A family-run horse ranch that was gutted by a southwestern Alberta wildfire this week was a major fixture in Shelby Barrus's childhood.
Alpine Stables, which offered guided trail rides to visitors in Waterton Lakes National Park, was founded nearly a half-century ago by her great-aunt and great-uncle.
Barrus, 22, recalls staying there as a girl and waking up in the morning to see bears ambling through the yard. At night she'd go to sleep to the sound of elk bugling.
She has worked at Alpine Stables since she was 14, first helping to lead guided rides, now in the office.
"Waterton has been a big part of my life, my family's life," she said.
"It's been really hard. It's a tough loss for us all."
Some of her relatives were allowed in for an hour Friday morning to take stock of the damage. The house and barns were destroyed.
"Nothing made it," she said.
Fortunately, all of the ranch's 50 horses had been removed Sept. 5, when residents of Waterton were warned they might have to leave on short notice as the fire raged in British Columbia just outside the park.
A mandatory evacuation order was issued three days later when the fire was about to cross into the park.
Parks Canada leases the land for the stables to the Barrus family, so they have yet to sort out any rebuilding plans.
The agency detailed the damage from the fire on Friday. It confirmed that homes and businesses within the park's townsite were spared.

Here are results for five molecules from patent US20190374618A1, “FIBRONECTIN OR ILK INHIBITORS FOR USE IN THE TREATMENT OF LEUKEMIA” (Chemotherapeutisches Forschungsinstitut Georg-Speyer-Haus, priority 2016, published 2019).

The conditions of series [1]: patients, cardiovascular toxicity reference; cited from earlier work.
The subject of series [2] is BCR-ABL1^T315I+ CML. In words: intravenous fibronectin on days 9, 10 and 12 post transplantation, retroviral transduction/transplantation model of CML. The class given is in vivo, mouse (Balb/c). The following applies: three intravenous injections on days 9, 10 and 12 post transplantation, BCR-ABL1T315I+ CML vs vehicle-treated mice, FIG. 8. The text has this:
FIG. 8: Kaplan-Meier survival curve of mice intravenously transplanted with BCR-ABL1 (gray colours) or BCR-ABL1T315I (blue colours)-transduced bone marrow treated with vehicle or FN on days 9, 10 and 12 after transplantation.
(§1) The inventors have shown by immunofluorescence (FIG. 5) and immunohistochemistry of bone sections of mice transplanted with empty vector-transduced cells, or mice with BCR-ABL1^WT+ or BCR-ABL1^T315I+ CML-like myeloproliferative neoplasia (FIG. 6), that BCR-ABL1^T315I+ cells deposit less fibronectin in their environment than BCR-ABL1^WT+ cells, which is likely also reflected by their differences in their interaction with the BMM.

But in addition to Alpine Stables, the visitor centre was razed as was the structure at the East Gate warden station, along with its equipment and vehicles.
One of the largest campgrounds, Crandell Mountain, was also significantly damaged, and outlying infrastructure around the Parks Canada operations compound and a bison paddock was hit.
The main building of the landmark Prince of Wales hotel, standing high on a bluff with a spectacular view of the lake and townsite, was unscathed, but some facilities surrounding the stately wooden 1920s railway hotel were harmed.
The popular Red Rock and Cameron Lake day-use areas and facilities, including an Alpine Club of Canada hut, are fine. There was minor damage outside the golf course clubhouse.
Parks Canada and utility company Fortis were working to restore power.
Parks Canada said it will continue to assess the damage.
"Due to the high intensity of the fire, there are a large number of danger trees, rock falls, and other hazards that remain throughout. Moreover, guardrails, signage, and other minor infrastructure were heavily impacted."
Damp, cool weather was helping firefighting efforts in the area and the wildfire had not grown larger than 360 square kilometres.
Parks Canada cautioned that the fire was still out of control and risks remained.
John Barlow, member of Parliament for the area, said he did a flyover of the park and surrounding area earlier in the week.
"I have to say, the damage to Waterton is devastating," he said in a Facebook video. "It looks like about 30 per cent of the park has been severely damaged by the fire, about 70 per cent of the forested area has been lost."
In addition to the Waterton townsite, a portion of the Municipal District of Pincher Creek just to the park's north remained under an evacuation order.
Residents have been allowed back into a larger area elsewhere in the Pincher Creek municipality and an evacuation order for Castle Mountain Resort has been lifted. Evacuees have also been able to return to parts of Cardston County and the Blood reserve, a First Nations community southwest of Lethbridge.